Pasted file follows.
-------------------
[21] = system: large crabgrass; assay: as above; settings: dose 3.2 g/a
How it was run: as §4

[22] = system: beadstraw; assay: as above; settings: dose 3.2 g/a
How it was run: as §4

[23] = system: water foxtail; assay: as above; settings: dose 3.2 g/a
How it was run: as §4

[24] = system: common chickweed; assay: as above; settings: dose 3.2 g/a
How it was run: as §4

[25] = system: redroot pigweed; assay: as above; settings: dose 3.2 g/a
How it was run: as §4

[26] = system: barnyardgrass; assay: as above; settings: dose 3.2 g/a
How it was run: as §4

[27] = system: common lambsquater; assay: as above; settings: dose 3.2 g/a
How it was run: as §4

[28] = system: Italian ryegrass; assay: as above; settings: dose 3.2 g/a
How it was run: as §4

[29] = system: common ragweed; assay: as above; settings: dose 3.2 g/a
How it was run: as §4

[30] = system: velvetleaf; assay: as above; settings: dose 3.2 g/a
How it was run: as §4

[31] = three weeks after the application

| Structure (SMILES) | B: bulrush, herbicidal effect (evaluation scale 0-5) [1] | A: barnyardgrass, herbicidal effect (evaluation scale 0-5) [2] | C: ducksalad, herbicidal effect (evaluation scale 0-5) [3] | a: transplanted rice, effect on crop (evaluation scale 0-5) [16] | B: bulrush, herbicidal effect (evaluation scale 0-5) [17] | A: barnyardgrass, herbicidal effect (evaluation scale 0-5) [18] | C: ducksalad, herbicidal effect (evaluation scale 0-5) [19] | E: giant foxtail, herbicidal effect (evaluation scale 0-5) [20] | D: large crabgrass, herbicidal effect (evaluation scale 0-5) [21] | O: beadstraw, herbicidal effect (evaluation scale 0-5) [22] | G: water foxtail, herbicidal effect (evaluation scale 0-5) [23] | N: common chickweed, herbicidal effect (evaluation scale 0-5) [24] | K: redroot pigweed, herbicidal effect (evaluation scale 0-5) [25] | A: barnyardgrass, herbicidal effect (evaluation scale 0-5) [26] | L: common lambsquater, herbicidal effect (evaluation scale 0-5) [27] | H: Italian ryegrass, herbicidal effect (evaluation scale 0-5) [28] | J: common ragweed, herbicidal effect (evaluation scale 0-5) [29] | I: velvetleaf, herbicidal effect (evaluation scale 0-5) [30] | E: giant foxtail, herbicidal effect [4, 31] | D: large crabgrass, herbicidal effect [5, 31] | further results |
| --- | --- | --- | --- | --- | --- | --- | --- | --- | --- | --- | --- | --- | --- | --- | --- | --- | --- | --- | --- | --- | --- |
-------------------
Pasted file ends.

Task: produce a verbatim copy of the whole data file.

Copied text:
[21] = system: large crabgrass; assay: as above; settings: dose 3.2 g/a
How it was run: as §4

[22] = system: beadstraw; assay: as above; settings: dose 3.2 g/a
How it was run: as §4

[23] = system: water foxtail; assay: as above; settings: dose 3.2 g/a
How it was run: as §4

[24] = system: common chickweed; assay: as above; settings: dose 3.2 g/a
How it was run: as §4

[25] = system: redroot pigweed; assay: as above; settings: dose 3.2 g/a
How it was run: as §4

[26] = system: barnyardgrass; assay: as above; settings: dose 3.2 g/a
How it was run: as §4

[27] = system: common lambsquater; assay: as above; settings: dose 3.2 g/a
How it was run: as §4

[28] = system: Italian ryegrass; assay: as above; settings: dose 3.2 g/a
How it was run: as §4

[29] = system: common ragweed; assay: as above; settings: dose 3.2 g/a
How it was run: as §4

[30] = system: velvetleaf; assay: as above; settings: dose 3.2 g/a
How it was run: as §4

[31] = three weeks after the application

| Structure (SMILES) | B: bulrush, herbicidal effect (evaluation scale 0-5) [1] | A: barnyardgrass, herbicidal effect (evaluation scale 0-5) [2] | C: ducksalad, herbicidal effect (evaluation scale 0-5) [3] | a: transplanted rice, effect on crop (evaluation scale 0-5) [16] | B: bulrush, herbicidal effect (evaluation scale 0-5) [17] | A: barnyardgrass, herbicidal effect (evaluation scale 0-5) [18] | C: ducksalad, herbicidal effect (evaluation scale 0-5) [19] | E: giant foxtail, herbicidal effect (evaluation scale 0-5) [20] | D: large crabgrass, herbicidal effect (evaluation scale 0-5) [21] | O: beadstraw, herbicidal effect (evaluation scale 0-5) [22] | G: water foxtail, herbicidal effect (evaluation scale 0-5) [23] | N: common chickweed, herbicidal effect (evaluation scale 0-5) [24] | K: redroot pigweed, herbicidal effect (evaluation scale 0-5) [25] | A: barnyardgrass, herbicidal effect (evaluation scale 0-5) [26] | L: common lambsquater, herbicidal effect (evaluation scale 0-5) [27] | H: Italian ryegrass, herbicidal effect (evaluation scale 0-5) [28] | J: common ragweed, herbicidal effect (evaluation scale 0-5) [29] | I: velvetleaf, herbicidal effect (evaluation scale 0-5) [30] | E: giant foxtail, herbicidal effect [4, 31] | D: large crabgrass, herbicidal effect [5, 31] | further results |
| --- | --- | --- | --- | --- | --- | --- | --- | --- | --- | --- | --- | --- | --- | --- | --- | --- | --- | --- | --- | --- | --- |